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First aircrews graduate from European training course

10/03/2014 | by EDA

After almost two weeks of intensive training, six crews coming from five different Member States have graduated from the first-ever edition of the European Advanced Airlift Tactics Training Course (EAATTC) which took place in Spain from 21 September to 3 October. In total, 29 students from Spain, Czech Republic, Germany, Italy and the Netherlands completed the course.

Over the course of the exercise, 56 sorties were flown accounting for about 100 flight hours, 31 drops were conducted as well as 92 tactical approaches and 15 landing on unprepared airstrips.

A combination of academic lessons and actual flights, this first edition of EAATTC was hosted by the Spanish air force on Zaragoza airbase. “Spain provided great support to the event”, Michele Rega, EDA Project Officer Fixed-Wing Aircraft and EAATTC14 exercise director, points out. “We were able to deliver high-level training to our first class of crews and this successful first edition paves the way towards future EAATTC events”, he adds. Three additional courses, including single-ship, multiple-ship, and night vision goggles (NVG) training, are expected to take place in 2015 in Bulgaria, France, and Spain.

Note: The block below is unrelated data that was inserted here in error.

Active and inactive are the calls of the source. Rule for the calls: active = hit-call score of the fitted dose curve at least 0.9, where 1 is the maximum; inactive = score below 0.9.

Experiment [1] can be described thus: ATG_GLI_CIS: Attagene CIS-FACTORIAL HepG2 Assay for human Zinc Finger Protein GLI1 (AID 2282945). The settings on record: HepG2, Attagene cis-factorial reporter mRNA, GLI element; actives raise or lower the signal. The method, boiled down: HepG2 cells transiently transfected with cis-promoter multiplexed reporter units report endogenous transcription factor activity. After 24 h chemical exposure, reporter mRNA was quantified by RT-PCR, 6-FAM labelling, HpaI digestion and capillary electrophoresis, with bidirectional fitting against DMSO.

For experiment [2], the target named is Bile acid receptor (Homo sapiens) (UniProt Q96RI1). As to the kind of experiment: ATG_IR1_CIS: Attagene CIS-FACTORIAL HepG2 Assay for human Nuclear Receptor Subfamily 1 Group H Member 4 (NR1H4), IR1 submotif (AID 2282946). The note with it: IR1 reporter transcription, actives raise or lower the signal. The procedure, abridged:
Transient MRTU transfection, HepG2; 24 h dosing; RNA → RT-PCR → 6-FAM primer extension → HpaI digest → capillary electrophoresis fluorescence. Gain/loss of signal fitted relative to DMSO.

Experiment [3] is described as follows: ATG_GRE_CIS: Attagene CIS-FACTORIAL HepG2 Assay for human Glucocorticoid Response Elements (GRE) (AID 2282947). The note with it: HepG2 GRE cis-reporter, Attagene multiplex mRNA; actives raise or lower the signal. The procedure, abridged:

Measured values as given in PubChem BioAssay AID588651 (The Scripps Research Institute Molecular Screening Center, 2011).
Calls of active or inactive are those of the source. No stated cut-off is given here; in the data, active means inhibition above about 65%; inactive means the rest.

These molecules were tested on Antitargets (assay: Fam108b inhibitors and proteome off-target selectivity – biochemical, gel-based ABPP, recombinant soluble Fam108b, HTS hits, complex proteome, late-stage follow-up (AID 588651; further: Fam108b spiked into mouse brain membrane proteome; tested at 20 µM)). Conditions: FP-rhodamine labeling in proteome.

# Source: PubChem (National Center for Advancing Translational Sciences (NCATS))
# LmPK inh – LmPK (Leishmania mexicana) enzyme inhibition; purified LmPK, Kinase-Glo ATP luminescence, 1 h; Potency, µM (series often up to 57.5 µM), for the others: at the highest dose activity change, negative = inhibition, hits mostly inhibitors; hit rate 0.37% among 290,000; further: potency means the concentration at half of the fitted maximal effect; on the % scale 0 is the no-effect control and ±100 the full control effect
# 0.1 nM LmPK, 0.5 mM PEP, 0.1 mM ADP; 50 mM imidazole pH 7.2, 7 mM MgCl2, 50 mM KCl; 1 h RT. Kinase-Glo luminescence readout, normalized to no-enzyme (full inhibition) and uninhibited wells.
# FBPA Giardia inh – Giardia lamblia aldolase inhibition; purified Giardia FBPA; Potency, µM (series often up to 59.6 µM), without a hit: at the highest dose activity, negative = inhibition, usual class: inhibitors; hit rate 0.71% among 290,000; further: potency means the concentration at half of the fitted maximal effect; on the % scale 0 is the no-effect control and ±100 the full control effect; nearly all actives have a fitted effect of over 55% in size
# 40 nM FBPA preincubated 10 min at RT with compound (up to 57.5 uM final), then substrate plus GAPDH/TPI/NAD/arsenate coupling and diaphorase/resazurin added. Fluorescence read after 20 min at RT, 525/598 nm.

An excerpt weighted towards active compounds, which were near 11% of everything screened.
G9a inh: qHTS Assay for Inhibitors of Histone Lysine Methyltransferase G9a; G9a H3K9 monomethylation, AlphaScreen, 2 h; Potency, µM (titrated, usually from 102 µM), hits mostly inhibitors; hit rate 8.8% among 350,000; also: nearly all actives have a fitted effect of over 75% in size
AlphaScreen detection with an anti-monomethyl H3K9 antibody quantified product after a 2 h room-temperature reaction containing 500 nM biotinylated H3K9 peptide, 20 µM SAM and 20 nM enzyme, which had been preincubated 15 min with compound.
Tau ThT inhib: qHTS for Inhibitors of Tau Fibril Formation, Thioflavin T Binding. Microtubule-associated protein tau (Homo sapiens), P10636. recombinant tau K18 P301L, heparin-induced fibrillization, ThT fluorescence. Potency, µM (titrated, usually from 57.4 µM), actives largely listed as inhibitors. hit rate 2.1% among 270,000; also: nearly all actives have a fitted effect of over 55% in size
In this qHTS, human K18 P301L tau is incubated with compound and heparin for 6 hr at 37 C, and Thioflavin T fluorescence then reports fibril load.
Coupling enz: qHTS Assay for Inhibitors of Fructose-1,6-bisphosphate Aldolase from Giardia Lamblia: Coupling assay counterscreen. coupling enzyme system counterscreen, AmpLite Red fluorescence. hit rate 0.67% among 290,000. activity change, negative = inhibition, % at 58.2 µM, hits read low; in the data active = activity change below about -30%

Designed at the request of Member States to provide European air transport crews with an advanced academic and flying training syllabus, EAATTC was initiated by the European Defence Agency in close cooperation with the European Air Transport Command (EATC), which brought major support to the course in terms of human resources and expertise.

The course is intended to become a European alternative to the American AATTC initiative, a rendezvous that has been attended for decades by airlift crews from the US and allied nations. However, European Member States are now seeking different ways to provide their crews with this much-needed training. EAATTC is the perfect answer to that ever-growing challenge, with European air forces now able to benefit from a high-level training closer to their home bases, thus saving the cost of a return trip across the Atlantic.

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